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Saatchi Saatchi Dfs Compton

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BUSINESS
April 21, 1988 | From Times Wire Reports
Northwest Airlines said Wednesday that it is putting another advertising agency in charge of creating commercials for its smoke-free flights to relieve pressures on the agency that created the first ads for its program. Saatchi & Saatchi DFS Compton, a huge New York-based agency, created the first ads for Northwest's no-smoking program and remains the airline's agency for other advertising.
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BUSINESS
April 21, 1988 | From Times Wire Reports
Northwest Airlines said Wednesday that it is putting another advertising agency in charge of creating commercials for its smoke-free flights to relieve pressures on the agency that created the first ads for its program. Saatchi & Saatchi DFS Compton, a huge New York-based agency, created the first ads for Northwest's no-smoking program and remains the airline's agency for other advertising.
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BUSINESS
April 6, 1988 | Associated Press
RJR Nabisco fired one of its longtime advertising agencies Tuesday, and a source familiar with the decision said the tobacco and foods giant was offended by a no-smoking ad that the agency recently made for Northwest Airlines. The agency, Saatchi & Saatchi DFS Inc., is the successor to agencies that have been making ads for Nabisco cookies for 12 years and for Life Savers candy for 18 years.
BUSINESS
April 19, 1988 | BRUCE HOROVITZ
It is a striking commercial. When a pilot comes on the loud speaker and announces Northwest Airline's new no-smoking policy, a planeload of passengers break into applause. And if that's not raucous enough, a new ad to air next week shows passengers erupting in loud cheers. Hundreds of miles away from Northwest's headquarters in Minnesota, the corporate officials at RJR Nabisco didn't stand up and cheer when they saw the commercial. RJR, of course, is short for R. J.
ENTERTAINMENT
August 5, 1988 | JAY SHARBUTT, Times Staff Writer
With the probability that TV writers will go back to work Monday, "There's going to be a lot of pent-up energy that's going to explode in Hollywood," a top industry analyst said Thursday. But the explosion won't be in the Nielsen ratings.
ENTERTAINMENT
May 6, 1989 | JAY SHARBUTT, Times Staff Writer
ABC already has lost about $23 million on "War and Remembrance," and some advertising executives say the figure is likely to climb with the concluding episodes that begin airing Sunday. Just as the World War II miniseries failed to generate the ratings that ABC had projected for the first installment last November, so too is the second one expected to fall short of the network's guarantees to sponsors, these executives maintain. ABC has promised to deliver an average rating of between 18 and 19 for the final 11 1/2 hours of "War and Remembrance" (which translates to between 16 million and 17 million homes)
BUSINESS
May 17, 1990 | BRUCE HOROVITZ, TIMES STAFF WRITER
Imagine creating ads for some of the world's biggest also-rans. How do you outmaneuver McDonald's--which spends nearly $1 billion dollars every year promoting happiness-on-a-bun? Who can slice away market share from Pizza Hut, the undisputed pizza kingpin? And if General Electric is the only light bulb maker that can bring good things to life, is everyone else in the dark? Not necessarily.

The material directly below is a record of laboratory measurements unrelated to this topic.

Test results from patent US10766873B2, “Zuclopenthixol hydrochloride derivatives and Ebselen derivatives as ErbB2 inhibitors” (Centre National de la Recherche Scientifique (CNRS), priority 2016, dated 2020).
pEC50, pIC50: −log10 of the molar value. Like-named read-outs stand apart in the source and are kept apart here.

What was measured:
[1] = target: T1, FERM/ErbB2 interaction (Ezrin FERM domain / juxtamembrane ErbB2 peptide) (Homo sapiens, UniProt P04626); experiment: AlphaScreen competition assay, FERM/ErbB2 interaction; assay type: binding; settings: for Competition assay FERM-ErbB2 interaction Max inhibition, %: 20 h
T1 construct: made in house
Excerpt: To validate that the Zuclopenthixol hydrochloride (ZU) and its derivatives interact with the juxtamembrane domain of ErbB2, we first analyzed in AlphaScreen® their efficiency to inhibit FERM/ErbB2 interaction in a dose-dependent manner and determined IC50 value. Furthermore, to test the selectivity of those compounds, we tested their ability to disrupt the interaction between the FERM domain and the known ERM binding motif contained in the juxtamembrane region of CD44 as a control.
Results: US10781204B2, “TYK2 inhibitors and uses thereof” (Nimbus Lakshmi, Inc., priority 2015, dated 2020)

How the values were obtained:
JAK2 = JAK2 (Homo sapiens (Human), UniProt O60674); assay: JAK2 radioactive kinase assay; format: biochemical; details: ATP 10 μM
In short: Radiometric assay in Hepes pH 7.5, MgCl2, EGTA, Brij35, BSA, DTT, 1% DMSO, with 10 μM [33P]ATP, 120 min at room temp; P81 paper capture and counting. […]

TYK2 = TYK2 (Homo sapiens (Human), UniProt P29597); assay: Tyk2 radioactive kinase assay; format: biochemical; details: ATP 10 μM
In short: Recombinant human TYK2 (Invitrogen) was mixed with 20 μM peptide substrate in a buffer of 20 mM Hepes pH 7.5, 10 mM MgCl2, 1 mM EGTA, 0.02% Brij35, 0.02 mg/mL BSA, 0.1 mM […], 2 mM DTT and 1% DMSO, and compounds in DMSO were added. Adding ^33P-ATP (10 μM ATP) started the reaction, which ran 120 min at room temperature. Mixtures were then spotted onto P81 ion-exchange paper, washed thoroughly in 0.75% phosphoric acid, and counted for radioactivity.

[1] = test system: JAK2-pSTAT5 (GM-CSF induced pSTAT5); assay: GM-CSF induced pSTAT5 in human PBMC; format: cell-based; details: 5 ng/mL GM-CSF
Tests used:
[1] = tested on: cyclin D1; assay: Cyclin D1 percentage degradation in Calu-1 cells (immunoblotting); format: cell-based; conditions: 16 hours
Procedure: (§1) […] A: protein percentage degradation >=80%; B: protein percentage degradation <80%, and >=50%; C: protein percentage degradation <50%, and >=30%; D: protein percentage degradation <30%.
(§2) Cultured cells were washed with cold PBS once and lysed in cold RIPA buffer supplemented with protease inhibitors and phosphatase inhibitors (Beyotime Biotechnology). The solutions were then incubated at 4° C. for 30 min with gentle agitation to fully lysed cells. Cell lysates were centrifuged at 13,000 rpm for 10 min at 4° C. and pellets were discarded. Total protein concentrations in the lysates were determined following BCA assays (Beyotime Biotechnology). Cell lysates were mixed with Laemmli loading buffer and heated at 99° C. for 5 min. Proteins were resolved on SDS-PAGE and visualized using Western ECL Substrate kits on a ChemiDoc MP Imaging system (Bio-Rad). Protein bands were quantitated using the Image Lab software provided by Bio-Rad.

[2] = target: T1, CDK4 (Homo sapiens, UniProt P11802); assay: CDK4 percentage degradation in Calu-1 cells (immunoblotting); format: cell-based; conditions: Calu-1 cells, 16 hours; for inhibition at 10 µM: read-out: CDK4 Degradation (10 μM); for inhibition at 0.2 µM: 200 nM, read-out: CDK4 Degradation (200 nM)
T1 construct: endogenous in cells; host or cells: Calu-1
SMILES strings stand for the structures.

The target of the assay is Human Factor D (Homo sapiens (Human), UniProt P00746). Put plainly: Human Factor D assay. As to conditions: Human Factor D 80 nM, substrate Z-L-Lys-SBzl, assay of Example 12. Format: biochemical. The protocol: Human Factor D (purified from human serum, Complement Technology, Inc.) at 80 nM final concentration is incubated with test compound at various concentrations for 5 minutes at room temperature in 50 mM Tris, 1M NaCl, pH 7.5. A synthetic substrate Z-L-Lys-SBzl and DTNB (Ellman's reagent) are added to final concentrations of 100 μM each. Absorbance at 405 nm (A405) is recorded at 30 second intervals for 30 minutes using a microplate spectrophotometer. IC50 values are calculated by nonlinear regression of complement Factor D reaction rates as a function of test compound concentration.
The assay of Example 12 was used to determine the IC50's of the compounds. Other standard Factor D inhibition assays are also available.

BUSINESS
November 17, 1987 | BRUCE HOROVITZ
Rod Stewart has been replaced by an electronic keyboard. And the Temptations have been zapped by a couple of electronic synthesizers. For this we can thank Madison Avenue. In its penchant for change, the advertising world is already waving goodby to the 1960s music nostalgia boom and saying hello to a new breed of electronic and acoustic sounds, generally known as "New Age" music. Unlike rock 'n' roll, however, it is tough to put a finger on what exactly New Age music is.
BUSINESS
June 23, 1987 | BRUCE HOROVITZ
Debra Kimpel doesn't remember much about the accident. But seconds after her car was broadsided by a drunken driver, the bones on the left side of her face crumbled into nearly 500 pieces. One year later, her face is still ravaged with scars. And when people in her home town of Spokane, Wash., turn on their television sets, they see a public service commercial that doesn't just tell the tale--it shows the results.
BUSINESS
July 12, 1988 | JANICE STEINBERG
Los Angeles, Philadelphia, Baltimore and Washington were all in the running to be the test market for Allie's, Marriott Corp.'s new family restaurant chain. Marriott passed on all of them, however--from the City of Angels to the nation's capital--in favor of another major metropolitan area: San Diego. The first Allie's, at the site of Marriott's former Big Boy restaurant on Sports Arena Boulevard, had its grand opening June 25. The Bethesda, Md.
ENTERTAINMENT
April 16, 1988 | JAY SHARBUTT and DIANE HAITHMAN, Times Staff Writers
It's going to be another bad week at Black Rock. Bad news hasn't been a stranger in the CBS corporate offices this past year, and when the final prime-time ratings for this television season are released Tuesday, the network will be sitting in the cellar. It's been a fall from the top in a very short time. CBS was first in evening ratings for six seasons before NBC came out on top in 1985. Then CBS was second for two more years to NBC.
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